/en"feeld'/, n.
1. a borough of Greater London, England. 261,900.
2. a town in N Connecticut. 42,695.

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      town (township), Hartford county, northern Connecticut, U.S., on the Connecticut River at the Massachusetts border. It includes the industrial subdivisions of Thompsonville and Hazardville. The area was settled by a group from Salem, Massachusetts, in 1680 and was named for Enfield, England. A surveyor's error in 1642 placed it in Massachusetts, where in 1683 it became a town. After a long boundary dispute, Enfield was annexed to Connecticut in 1749, but it was not until 1804 that the boundary was finally established. The carpet industry, begun by Orrin Thompson about 1828 at Thompsonville and expanded by a series of mergers, was the economic mainstay until the last mills closed in 1971. The gunpowder industry, developed by Colonel A.G. Hazard (1833), was another early enterprise. Asnuntuck Community College was opened (1972) in Enfield. Area 34 square miles (87 square km). Pop. (1990) 45,532; (2000) 45,212.

 outer borough of London, on its northern perimeter, in the historic county of Middlesex. The eastern part of the borough lies in the valley of the River Lea (Lea, River); the western part is higher and includes the undulating farmland and parkland of Enfield Chase in London's Green Belt. Enfield borough is composed of such areas and historic towns as (from north to south) Botany Bay, Clayhill, Bulls Cross, Hadley Wood, Forty Hill, Enfield Wash, Chase Side, Brimsdown, Enfield, Cockfosters (in part), Ponders End, Bush Hill, Southgate (in part), Winchmore Hill, Lower Edmonton, Palmers Green, New Southgate, Upper Edmonton, and Bowes Park (in part). The borough was formed in 1965 by the amalgamation of the former boroughs of Enfield, Edmonton, and Southgate.

      Enfield and Edmonton, which included Southgate until 1881, were recorded in Domesday Book (AD 1086) and subsequently became royal manors. The town of Enfield was first granted a market in the early 14th century; the market square was created in 1632. The area benefited from the traffic along the old north road and from commerce on the Lea. Faster residential growth in Edmonton and Southgate followed after cheap fares on the suburban railways were introduced for workers in the 1870s.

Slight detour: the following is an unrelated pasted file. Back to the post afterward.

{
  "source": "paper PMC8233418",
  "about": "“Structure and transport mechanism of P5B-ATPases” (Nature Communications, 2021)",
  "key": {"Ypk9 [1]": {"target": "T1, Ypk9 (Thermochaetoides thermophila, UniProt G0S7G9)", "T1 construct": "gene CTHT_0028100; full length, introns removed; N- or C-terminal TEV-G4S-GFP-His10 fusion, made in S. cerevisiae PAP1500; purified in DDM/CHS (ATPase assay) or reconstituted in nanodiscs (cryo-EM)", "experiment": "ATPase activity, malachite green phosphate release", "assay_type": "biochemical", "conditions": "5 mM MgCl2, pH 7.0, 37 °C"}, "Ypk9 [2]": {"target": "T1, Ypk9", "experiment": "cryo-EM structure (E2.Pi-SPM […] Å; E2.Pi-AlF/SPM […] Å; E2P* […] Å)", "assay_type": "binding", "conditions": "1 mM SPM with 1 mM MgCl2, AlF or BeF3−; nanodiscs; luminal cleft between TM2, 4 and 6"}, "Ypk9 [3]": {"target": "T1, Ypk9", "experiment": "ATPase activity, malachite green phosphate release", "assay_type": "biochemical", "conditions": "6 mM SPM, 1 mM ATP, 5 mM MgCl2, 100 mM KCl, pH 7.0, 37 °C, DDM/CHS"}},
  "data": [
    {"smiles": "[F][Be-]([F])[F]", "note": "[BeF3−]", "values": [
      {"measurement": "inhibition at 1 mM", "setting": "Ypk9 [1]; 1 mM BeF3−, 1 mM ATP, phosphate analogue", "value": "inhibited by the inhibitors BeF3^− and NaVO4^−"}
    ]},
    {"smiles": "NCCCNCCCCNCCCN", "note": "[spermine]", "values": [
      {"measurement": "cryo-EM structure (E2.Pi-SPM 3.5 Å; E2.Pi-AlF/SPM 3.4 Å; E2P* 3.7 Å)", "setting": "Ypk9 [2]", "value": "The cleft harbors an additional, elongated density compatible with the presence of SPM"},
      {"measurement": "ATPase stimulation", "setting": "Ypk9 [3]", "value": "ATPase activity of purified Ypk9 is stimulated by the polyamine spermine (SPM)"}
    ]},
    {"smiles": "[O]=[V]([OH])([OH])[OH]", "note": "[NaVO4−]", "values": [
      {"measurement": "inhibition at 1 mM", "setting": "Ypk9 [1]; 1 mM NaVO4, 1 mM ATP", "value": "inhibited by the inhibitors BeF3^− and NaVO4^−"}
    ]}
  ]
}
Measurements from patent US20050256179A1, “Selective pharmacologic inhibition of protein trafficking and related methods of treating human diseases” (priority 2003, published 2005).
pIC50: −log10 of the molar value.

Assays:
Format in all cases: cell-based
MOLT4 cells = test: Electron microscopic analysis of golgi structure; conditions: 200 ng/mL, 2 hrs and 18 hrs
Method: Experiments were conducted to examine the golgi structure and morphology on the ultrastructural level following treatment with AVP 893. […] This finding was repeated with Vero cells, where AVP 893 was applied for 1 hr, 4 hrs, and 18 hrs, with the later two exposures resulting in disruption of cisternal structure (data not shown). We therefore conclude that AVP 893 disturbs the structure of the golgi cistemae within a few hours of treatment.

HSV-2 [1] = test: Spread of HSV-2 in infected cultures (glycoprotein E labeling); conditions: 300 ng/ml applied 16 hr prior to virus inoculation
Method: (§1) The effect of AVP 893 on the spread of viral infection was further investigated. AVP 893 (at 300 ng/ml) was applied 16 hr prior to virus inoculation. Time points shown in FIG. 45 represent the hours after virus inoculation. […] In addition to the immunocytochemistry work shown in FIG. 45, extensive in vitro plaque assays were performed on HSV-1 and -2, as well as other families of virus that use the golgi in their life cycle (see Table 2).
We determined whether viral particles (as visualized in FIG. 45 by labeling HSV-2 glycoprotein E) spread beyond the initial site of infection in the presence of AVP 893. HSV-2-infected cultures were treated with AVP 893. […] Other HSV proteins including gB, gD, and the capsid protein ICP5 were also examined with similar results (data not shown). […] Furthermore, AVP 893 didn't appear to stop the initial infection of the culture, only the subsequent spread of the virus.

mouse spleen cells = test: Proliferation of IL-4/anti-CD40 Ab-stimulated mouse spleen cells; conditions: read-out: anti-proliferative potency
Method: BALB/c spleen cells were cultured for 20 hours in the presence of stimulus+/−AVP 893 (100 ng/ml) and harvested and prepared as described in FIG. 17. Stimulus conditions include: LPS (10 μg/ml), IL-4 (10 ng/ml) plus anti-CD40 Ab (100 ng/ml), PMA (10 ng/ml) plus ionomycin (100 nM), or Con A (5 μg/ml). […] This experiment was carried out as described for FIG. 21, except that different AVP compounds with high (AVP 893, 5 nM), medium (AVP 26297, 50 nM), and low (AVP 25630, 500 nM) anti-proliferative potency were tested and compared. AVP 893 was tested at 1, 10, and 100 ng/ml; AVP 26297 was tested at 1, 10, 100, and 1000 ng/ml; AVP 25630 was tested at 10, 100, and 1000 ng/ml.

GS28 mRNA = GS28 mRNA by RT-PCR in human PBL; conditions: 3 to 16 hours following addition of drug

St. Andrew's Church, Enfield Town, is mainly a 14th–15th century construction; within it are displayed the brass monument of Joyce Tiptoft (1446) and a memorial to Sir Nicholas Rainton, lord mayor of London in the early 17th century. Edmonton's All Saints Church is a 15th-century structure with traces of Norman work and many old brasses. Another notable edifice is the 16th-century Enfield Grammar School. In Forty Hill stands Forty Hall, a large 17th-century house (now a museum), and in Southgate stands Grovelands (1797), which was designed by architect John Nash (Nash, John) and overlooks a wooded park landscaped by Humphry Repton (Repton, Humphry). The half-timbered, 17th-century Broomfield House in Palmers Green, with its museum and art gallery, was damaged by fire in 1984. Distinguished area residents have included the writers Charles Lamb (Lamb, Charles), Leigh Hunt (Hunt, Leigh), Thomas Hood (Hood, Thomas), and John Keats (Keats, John), who studied and was apprenticed there. The 20th-century poet Stevie Smith (Smith, Stevie) lived in Palmers Green.

      Two main traffic arteries cross the borough and are lined with light manufacturing plants. The earlier developed valley of the (canalized) River Lea has timber yards and associated industries. Enfield also has engineering plants, although the well-known Royal Small Arms Factory that produced the Enfield series of rifles is closed. The borough is well connected to central London by suburban rail lines and the London Underground (subway).

      More than one-tenth of the borough's area is public open space. The New River, an early 17th-century canal, constructed to supply water from Hertfordshire to Clerkenwell, London, remains a scenic element in the district, and landscaping, footpaths, and recreation sites have transformed the Lea valley into a green corridor extending deep into the East End of London. Located throughout the borough are sports and recreation complexes, libraries, and cultural centres. Ethnic minorities, notably South Asians and Afro-Caribbeans, account for about one-fifth of the population. Area 31 square miles (81 square km). Pop. (2001) 273,559.

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Universalium. 2010.

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